Religious at Work: Discrimination or Diversity?
You’d think that it would be easy to fire an employee who was loud, who was often absent from her desk, who made and received cell phone calls at work, whose boyfriend often visited her there, and who insisted on text messaging supervisors about her absences instead of calling.
And you’d probably be right. Unless a manager happened to believe (and mention to the employee’s grandmother) that the employee was fired in part for not attending devotional meetings that were occasionally held in the office after work. That remark was enough to persuade a Court that the employee should be able to take her case for religious discrimination to a jury.
Religion in the workplace can be a tricky issue. On one hand, employers can be sued for failing to accommodate an employee’s religious belief. On the other hand, employees can be fired for proselytizing at work.
Employees need to be aware of more than just the religious beliefs of employees. In 2014 the US Supreme Court decided in the Hobby Lobby case that the owners of a closely held corporation didn’t have to cover certain kinds of birth control for their employees. The Supreme Court said that it didn’t think Congress meant to “put family-run businesses to the choice of violating their sincerely held religious beliefs.”
Although Justice Samuel Alito said that the Hobby Lobby decision concerned “only the contraception mandate” and did not “provide a shield for employers who might cloak illegal discrimination as a religious practice,” it took only two years after the Hobby Lobby decision for a court to decide that religion can be a defense to a sex discrimination lawsuit.
Employers try to follow changes in the law so that they can steer clear of lawsuits. But even aside from litigation issues, employers also need to consider their employees’ wellbeing. A 2014 study showed that employees who are open about religion are happier. But what about the employees who find themselves avoiding their coworkers and ducking down stairwells in an effort to stave off conversion attempts?
What’s an employer to do?
According to Joyce Dubensky, the CEO of the Tanenbaum Center for Interreligious Understanding, “Work is the place where people with extremely different beliefs interact on a regular basis. But where there’s more diversity . . . we can expect to find more conflict.”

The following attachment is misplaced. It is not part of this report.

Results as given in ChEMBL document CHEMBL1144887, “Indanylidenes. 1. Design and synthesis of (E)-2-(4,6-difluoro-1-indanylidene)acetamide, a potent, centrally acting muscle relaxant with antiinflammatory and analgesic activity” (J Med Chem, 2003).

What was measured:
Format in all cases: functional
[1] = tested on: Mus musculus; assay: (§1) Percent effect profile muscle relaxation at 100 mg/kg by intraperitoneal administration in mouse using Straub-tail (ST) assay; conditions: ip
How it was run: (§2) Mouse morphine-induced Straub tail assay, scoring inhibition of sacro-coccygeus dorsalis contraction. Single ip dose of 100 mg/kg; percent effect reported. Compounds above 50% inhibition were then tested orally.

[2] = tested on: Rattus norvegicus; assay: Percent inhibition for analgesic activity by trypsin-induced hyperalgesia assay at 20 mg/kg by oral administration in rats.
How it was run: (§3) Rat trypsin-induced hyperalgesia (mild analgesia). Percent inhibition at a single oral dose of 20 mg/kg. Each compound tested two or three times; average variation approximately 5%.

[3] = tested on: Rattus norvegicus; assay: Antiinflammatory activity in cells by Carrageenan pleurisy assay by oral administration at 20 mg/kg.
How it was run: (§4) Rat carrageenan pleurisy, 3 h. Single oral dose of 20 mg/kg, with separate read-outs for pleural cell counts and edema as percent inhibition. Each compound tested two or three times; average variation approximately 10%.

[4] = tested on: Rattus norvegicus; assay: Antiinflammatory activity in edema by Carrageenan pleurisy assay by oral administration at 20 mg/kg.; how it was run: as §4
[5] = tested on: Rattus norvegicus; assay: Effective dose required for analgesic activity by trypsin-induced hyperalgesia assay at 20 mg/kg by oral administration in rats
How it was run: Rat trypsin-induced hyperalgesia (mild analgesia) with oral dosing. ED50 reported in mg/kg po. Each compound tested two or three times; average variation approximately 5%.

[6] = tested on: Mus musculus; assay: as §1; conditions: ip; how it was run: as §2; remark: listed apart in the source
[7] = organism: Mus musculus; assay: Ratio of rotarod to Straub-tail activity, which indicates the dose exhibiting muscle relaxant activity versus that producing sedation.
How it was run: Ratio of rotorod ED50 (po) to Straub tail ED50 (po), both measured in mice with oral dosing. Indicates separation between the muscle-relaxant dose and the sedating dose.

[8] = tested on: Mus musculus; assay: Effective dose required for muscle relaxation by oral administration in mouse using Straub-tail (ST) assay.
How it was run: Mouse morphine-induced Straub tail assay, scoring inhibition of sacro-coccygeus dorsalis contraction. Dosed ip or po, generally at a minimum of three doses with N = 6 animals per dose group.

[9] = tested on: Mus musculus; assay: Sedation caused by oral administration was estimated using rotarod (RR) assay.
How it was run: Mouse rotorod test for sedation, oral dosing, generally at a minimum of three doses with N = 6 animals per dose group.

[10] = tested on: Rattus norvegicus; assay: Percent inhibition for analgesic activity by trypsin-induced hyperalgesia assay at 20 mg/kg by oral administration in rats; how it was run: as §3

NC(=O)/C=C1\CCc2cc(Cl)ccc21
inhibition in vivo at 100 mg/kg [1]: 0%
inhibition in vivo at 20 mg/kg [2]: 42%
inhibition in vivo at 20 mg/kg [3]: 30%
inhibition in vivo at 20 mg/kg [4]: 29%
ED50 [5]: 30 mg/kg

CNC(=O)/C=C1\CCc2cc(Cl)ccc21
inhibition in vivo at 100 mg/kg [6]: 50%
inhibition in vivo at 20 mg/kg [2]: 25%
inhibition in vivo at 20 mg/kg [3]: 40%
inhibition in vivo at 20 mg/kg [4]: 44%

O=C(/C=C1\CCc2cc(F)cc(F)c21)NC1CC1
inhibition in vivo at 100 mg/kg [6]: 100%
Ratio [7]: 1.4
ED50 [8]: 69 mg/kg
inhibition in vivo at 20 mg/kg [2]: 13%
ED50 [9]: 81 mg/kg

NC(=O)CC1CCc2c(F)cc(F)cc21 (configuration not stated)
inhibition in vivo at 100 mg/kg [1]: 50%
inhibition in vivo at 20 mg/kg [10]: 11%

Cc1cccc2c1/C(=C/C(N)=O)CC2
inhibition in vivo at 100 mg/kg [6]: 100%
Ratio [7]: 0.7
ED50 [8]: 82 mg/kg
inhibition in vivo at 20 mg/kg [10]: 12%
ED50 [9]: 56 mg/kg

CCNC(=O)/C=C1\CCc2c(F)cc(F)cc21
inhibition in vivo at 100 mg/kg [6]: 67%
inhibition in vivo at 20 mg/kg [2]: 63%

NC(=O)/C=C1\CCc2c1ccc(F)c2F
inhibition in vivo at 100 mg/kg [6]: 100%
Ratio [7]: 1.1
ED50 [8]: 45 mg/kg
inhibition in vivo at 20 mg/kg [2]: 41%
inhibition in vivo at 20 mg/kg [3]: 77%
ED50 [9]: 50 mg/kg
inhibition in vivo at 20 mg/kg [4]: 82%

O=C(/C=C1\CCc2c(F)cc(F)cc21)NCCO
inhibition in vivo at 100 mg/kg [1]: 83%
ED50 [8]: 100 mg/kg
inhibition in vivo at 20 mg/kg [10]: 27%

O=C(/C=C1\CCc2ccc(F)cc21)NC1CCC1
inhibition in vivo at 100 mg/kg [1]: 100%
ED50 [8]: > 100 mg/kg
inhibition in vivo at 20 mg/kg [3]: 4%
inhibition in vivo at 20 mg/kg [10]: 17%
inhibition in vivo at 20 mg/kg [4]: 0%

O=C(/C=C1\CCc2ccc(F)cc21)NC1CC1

In a 2008 Society for Human Resource Management (SHRM) study on Religion and Corporate Culture, organizations said that they made religious accommodations such as:
- Taking different religious beliefs into account when planning holiday-related events (55%)
- Allowing religious decorations in offices/cubicles (44%)
- Allowing flexible scheduling to accommodate religious practices at work (43%)
- Taking religious holidays into account when planning work-related events (40%)
- Offering a variety of food at the organization and at events (27%)
- Making dress code/personal appearance code exemptions and modifications (17%)
- Creating designated areas for use in religious practices (15%)
- Allowing onsite religion-based affinity groups (9%)
The Harvard Business Review has suggestions for what to do when work and religion conflict: companies should treat all employees equally, show employees that the company’s code of ethics is not something that only “lives on paper,” and review policies regarding religious practices.
The US Equal Employment Opportunity Commission (EEOC) also provides guidance on how employers can balance the rights of employees who wish to express their religious beliefs with the rights of other employees to be free from religious harassment.
“I think finding the right balance and providing accommodations where necessary increases employee morale and productivity,” said Michelle Singletary, a member of SHRM’s Employee Relations Special Expertise Panel. “It also can help develop an appreciation for diversity.”
Employers and employees can work together to harness a workplace culture of purpose so that employees’ diversity is an asset rather than a distraction.